Gov. Larry Hogan (R) remains popular, but fewer Marylanders are planning to vote for him, new polling figures show.
According to a Goucher Poll released Tuesday morning, 61 percent of Marylanders approve or strongly approve of the job Hogan is doing as governor. That’s nearly the same as the same poll showed one year ago, 63 percent.
But the number of Marylanders who plan to vote for the governor has declined in an election year when seven Democratic candidates are challenging the Republican governor. About 47 percent of likely voters polled said they would “definitely” or are “leaning toward” voting for the governor this year. That’s a 10-point drop since the same question was asked in February 2017.
Looming over the 2018 election are the actions of Congress and President Donald Trump.
Congress as a whole retains a sliver of approval among Marylanders, 11 percent, though 62 percent strongly disapprove of the body.
Trump found support among 27 percent of Marylanders, with 12 percent strongly approving of his job performance. Fifty-seven percent strongly disapproved.
Likely voters were divided on how much influence their views of Trump would influence their vote for governor. Thirty-eight percent said their views on Trump would influence their vote for governor “some” or “a lot,” and 60 percent said their views toward the president would have little or no influence on their vote.
Pollsters also asked whether respondents approved of the way Hogan distanced himself from the Trump administration. About 47 percent of those polled said Hogan has distanced himself “about the right amount” from Trump, while 22 percent said he’d done too little to create distance and 10 percent said he’d done too much.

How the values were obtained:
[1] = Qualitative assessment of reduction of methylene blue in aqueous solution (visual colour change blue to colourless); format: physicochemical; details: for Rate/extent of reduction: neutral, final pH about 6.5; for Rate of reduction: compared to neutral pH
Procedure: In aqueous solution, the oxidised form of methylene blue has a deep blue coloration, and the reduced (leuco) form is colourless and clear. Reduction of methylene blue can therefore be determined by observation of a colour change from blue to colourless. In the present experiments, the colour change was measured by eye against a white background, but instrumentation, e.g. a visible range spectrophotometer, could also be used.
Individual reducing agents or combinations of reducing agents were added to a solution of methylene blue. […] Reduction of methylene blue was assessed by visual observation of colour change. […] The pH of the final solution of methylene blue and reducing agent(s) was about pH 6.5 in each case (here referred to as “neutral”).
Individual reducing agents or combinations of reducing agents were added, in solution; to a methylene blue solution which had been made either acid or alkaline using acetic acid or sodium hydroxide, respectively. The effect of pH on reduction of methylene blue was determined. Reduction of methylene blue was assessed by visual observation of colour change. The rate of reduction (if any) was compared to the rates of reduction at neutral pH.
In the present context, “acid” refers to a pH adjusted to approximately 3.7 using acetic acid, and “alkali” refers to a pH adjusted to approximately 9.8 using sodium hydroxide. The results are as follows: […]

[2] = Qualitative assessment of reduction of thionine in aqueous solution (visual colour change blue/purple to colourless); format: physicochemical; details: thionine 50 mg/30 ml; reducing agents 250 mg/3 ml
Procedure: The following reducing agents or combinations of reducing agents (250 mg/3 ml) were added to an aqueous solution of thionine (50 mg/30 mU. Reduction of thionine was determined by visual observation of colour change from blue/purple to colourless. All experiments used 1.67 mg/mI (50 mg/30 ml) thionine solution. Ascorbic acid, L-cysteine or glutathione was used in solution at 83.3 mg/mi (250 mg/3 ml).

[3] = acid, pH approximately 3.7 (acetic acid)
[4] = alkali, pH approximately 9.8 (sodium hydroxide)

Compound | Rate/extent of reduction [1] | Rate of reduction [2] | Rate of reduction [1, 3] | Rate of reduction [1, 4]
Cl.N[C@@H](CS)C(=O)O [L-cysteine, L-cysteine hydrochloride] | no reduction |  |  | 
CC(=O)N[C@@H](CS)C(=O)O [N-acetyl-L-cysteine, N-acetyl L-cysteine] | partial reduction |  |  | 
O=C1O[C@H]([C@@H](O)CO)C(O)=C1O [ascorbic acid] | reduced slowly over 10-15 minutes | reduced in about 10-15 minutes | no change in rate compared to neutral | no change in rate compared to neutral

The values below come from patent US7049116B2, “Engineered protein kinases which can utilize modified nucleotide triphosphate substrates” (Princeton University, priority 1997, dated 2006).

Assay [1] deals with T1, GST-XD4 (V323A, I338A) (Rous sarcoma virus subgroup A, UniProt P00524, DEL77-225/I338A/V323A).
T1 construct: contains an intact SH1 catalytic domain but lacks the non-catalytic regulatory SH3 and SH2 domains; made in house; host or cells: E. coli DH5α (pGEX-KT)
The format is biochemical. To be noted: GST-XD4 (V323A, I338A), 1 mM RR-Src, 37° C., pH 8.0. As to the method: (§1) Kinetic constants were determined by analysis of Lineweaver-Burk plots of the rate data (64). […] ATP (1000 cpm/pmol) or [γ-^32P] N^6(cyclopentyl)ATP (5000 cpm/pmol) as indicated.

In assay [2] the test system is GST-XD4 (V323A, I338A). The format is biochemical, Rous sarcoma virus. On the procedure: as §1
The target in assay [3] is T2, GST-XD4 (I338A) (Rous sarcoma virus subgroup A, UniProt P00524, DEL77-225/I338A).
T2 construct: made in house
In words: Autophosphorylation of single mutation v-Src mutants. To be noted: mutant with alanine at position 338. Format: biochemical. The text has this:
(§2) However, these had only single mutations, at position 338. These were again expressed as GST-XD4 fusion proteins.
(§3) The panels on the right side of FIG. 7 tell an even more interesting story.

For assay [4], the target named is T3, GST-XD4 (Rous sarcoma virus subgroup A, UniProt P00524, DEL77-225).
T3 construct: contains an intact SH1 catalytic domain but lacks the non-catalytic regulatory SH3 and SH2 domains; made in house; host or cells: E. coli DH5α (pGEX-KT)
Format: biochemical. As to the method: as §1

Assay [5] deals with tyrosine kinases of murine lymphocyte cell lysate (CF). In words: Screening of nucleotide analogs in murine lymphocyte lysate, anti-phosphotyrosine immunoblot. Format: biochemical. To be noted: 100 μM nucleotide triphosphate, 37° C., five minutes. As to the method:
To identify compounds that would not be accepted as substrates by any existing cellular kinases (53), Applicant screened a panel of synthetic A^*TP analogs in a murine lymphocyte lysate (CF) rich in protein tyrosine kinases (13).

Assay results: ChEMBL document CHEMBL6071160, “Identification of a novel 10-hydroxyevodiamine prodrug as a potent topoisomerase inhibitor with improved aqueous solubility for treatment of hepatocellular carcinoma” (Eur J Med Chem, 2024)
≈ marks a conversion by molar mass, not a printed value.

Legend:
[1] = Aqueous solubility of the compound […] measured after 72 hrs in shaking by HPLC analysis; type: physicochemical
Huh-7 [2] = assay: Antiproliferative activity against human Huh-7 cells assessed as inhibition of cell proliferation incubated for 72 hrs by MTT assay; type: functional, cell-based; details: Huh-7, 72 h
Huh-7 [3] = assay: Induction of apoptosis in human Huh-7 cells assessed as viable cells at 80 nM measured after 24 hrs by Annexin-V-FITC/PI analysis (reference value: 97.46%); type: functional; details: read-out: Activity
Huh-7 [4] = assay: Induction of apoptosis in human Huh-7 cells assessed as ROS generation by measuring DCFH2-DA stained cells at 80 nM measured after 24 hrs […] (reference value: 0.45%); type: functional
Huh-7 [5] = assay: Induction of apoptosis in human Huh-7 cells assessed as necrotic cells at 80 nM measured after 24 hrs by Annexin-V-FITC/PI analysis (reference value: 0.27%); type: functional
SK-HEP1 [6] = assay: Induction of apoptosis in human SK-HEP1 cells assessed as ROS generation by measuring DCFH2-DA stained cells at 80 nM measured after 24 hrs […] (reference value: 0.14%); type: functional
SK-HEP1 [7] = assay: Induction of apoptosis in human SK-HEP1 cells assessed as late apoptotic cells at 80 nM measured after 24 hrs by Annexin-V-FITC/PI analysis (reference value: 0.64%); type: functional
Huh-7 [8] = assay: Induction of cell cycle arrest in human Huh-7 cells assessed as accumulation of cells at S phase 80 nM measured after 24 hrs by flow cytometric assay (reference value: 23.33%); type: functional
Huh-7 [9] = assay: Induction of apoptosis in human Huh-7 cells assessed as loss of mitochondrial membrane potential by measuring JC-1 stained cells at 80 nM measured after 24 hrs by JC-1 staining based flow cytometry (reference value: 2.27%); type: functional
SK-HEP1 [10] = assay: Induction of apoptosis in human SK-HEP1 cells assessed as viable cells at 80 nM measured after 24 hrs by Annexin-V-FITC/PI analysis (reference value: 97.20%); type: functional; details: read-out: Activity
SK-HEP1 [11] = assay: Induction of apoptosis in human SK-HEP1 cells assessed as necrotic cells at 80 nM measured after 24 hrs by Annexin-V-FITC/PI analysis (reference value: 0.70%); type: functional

The governor did not vote for Trump, instead casting a ballot for his father. The governor has criticized Trump for his purported derisive comments about African nations and the way he responded to deadly violence in Charlottesville, Virginia, last year. He has also opposed the president’s positions on health care reform, offshore drilling and other environmental policies.
About half of likely voters said they considered Hogan a moderate.
“Governor Hogan’s reelection chances in blue Maryland are closely tied to the public perception that he is a moderate Republican who has distanced himself from Washington politics,” said Mileah Kromer, director of the Sarah T. Hughes Field Politics Center that conducts the poll at Goucher College, in a press release. “The specter of an unpopular president with shared party affiliation still looms as potential political problem for Mr. Hogan as about a third of Maryland voters say their views toward the president will influence their vote for governor.”
According to a breakdown of the poll, Hogan was a favored candidate by independents, Republicans, men, white Marylanders and those over 35 years old, among the group polled. Democrats, women, young people, and black and minority Marylanders favored a Democratic candidate.
Hogan’s support came primarily from central and rural Maryland, while voters in the D.C. suburbs favored a Democratic candidate.
About 60 percent of all Marylanders polled held a positive view of the state’s economic situation — an important factor in determining the outcome of gubernatorial elections — and 62 percent said the state is “heading in the right direction,” up seven points from September, when the question was last asked.
When asked about the single most important issue for determining their choice for governor, 28 percent of respondents said economy and jobs, 24 percent said education, and 13 percent said health care.
The poll also sought the approval ratings of Maryland’s senators. Thirty-seven percent approve of the job Sen. Chris Van Hollen is doing, while 44 percent approved of Sen. Ben Cardin, who is up for re-election in 2018.
The Goucher Poll asked 800 residents their opinions between Feb. 12 and 17. The poll has a margin of error of 3.5 percentage points.